Objective: To compare the effects of implementation intention prompts and financial incentives, on promoting physical activity in individuals who are relatively inactive. A secondary objective was to determine the effect of physical activity on psychological well-being. Method: 98 participants were recruited, with a total of 66 participants (22 males, 44 females, mean age= 26.39 (SD= 5.00)) completing the intervention. Participants were randomly assigned to one of three groups; Financial Incentive (FI) group, Implementation Intention Prompt (IIP) group or a Control group. Weight, self-reported physical activity (International PhysicalActivity Questionnaire (IPAQ)) and psychological well-being (General Health Questionnaire-12 (GHQ-12)) were completed pre and post a six week intervention. Both the control group and FI group had no contact with researchers throughout the intervention period. The FI group received a discounted price (33% off) for a fitness and exercise program. The IIP group did not receive a discount, but received an initial group consultation, educating them on the use of implementation intention prompts, goal setting and two additional individual physical activity consultations, in which activity plans were reviewed and modified in line with physical activity health guidelines. All participants took part in a fitness and exercise program during the intervention. The program was administered by professional fitness trainers in Dublin, Ireland. A total of 10 classes were held each week, participants were encouraged to attend a minimum of 2 each week. Results: Self-reported physical activity increased across both intervention groups, when compared to the control group. There were significant increases in mean weight loss for the FI group (6.4kg, SD=1.4kg) and IIP group (6.3kg, SD=1kg) compared to the control group (1.6kg, SD=2.2kg). A small positive correlation (r=0.28) was found between increased physical activity and improved mental health. Conclusion: FI and IIP are equally effective methods of increasing physical activity levels and weight loss in previously inactive individuals. These findings have implications for health promoters and the fitness industry.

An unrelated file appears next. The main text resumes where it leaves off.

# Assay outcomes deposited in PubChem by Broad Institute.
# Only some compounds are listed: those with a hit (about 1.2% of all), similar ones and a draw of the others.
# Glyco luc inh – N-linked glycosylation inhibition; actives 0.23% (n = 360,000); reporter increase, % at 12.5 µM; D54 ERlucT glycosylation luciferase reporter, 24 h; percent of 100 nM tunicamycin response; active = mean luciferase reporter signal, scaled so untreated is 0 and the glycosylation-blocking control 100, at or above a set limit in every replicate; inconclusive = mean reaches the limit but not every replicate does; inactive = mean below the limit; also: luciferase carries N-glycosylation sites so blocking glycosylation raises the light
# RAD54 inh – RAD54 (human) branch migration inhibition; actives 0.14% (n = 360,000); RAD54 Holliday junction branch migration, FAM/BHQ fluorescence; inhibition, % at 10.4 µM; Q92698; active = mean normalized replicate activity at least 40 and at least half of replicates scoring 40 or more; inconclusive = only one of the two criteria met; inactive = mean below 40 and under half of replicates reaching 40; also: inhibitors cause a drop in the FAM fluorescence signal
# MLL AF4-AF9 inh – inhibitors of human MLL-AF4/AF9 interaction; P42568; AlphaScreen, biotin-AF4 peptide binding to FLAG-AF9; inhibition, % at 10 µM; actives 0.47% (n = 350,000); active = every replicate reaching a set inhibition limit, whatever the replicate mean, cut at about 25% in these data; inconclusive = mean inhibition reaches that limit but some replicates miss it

|Journal||Working Papers in the Health Sciences|
|Publication status||Published (in print/issue) - 1 Dec 2014|